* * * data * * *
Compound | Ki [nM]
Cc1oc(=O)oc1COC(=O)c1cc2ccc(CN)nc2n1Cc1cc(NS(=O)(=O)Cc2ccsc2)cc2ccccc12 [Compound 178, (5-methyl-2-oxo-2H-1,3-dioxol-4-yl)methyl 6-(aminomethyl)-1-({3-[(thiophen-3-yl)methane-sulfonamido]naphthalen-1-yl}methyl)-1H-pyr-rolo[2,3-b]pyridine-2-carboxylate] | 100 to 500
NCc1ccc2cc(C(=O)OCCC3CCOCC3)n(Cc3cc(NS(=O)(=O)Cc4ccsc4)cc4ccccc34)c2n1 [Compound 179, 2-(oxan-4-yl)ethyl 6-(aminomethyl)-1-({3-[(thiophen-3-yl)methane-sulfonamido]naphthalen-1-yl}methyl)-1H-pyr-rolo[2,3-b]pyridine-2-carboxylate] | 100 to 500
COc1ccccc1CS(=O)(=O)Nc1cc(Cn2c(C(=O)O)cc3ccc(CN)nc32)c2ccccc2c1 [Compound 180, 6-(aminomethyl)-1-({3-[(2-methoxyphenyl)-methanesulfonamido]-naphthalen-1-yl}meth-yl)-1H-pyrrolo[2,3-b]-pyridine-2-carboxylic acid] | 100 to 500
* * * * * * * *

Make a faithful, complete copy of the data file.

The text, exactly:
Compound | Ki [nM]
Cc1oc(=O)oc1COC(=O)c1cc2ccc(CN)nc2n1Cc1cc(NS(=O)(=O)Cc2ccsc2)cc2ccccc12 [Compound 178, (5-methyl-2-oxo-2H-1,3-dioxol-4-yl)methyl 6-(aminomethyl)-1-({3-[(thiophen-3-yl)methane-sulfonamido]naphthalen-1-yl}methyl)-1H-pyr-rolo[2,3-b]pyridine-2-carboxylate] | 100 to 500
NCc1ccc2cc(C(=O)OCCC3CCOCC3)n(Cc3cc(NS(=O)(=O)Cc4ccsc4)cc4ccccc34)c2n1 [Compound 179, 2-(oxan-4-yl)ethyl 6-(aminomethyl)-1-({3-[(thiophen-3-yl)methane-sulfonamido]naphthalen-1-yl}methyl)-1H-pyr-rolo[2,3-b]pyridine-2-carboxylate] | 100 to 500
COc1ccccc1CS(=O)(=O)Nc1cc(Cn2c(C(=O)O)cc3ccc(CN)nc32)c2ccccc2c1 [Compound 180, 6-(aminomethyl)-1-({3-[(2-methoxyphenyl)-methanesulfonamido]-naphthalen-1-yl}meth-yl)-1H-pyrrolo[2,3-b]-pyridine-2-carboxylic acid] | 100 to 500